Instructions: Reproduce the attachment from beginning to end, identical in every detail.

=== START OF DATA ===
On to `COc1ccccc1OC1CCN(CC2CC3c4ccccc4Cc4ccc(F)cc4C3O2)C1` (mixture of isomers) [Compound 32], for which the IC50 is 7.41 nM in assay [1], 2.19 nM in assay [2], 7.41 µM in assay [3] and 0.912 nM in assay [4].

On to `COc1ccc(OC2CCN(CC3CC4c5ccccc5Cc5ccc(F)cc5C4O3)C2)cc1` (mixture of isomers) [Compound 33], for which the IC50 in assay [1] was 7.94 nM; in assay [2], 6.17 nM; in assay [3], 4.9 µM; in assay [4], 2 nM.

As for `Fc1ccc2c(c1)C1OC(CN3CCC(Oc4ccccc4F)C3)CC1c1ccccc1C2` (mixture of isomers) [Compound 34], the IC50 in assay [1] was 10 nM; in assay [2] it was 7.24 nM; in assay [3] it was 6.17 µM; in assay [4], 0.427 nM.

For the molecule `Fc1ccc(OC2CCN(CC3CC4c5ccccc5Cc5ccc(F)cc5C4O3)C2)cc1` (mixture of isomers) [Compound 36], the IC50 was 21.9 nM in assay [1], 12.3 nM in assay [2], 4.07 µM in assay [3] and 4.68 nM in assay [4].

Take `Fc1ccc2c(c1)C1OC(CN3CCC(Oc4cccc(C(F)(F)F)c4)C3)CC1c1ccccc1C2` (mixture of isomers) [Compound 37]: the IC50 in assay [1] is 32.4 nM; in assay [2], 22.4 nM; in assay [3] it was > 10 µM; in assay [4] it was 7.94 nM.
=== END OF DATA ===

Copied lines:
On to `COc1ccccc1OC1CCN(CC2CC3c4ccccc4Cc4ccc(F)cc4C3O2)C1` (mixture of isomers) [Compound 32], for which the IC50 is 7.41 nM in assay [1], 2.19 nM in assay [2], 7.41 µM in assay [3] and 0.912 nM in assay [4].

On to `COc1ccc(OC2CCN(CC3CC4c5ccccc5Cc5ccc(F)cc5C4O3)C2)cc1` (mixture of isomers) [Compound 33], for which the IC50 in assay [1] was 7.94 nM; in assay [2], 6.17 nM; in assay [3], 4.9 µM; in assay [4], 2 nM.

As for `Fc1ccc2c(c1)C1OC(CN3CCC(Oc4ccccc4F)C3)CC1c1ccccc1C2` (mixture of isomers) [Compound 34], the IC50 in assay [1] was 10 nM; in assay [2] it was 7.24 nM; in assay [3] it was 6.17 µM; in assay [4], 0.427 nM.

For the molecule `Fc1ccc(OC2CCN(CC3CC4c5ccccc5Cc5ccc(F)cc5C4O3)C2)cc1` (mixture of isomers) [Compound 36], the IC50 was 21.9 nM in assay [1], 12.3 nM in assay [2], 4.07 µM in assay [3] and 4.68 nM in assay [4].

Take `Fc1ccc2c(c1)C1OC(CN3CCC(Oc4cccc(C(F)(F)F)c4)C3)CC1c1ccccc1C2` (mixture of isomers) [Compound 37]: the IC50 in assay [1] is 32.4 nM; in assay [2], 22.4 nM; in assay [3] it was > 10 µM; in assay [4] it was 7.94 nM.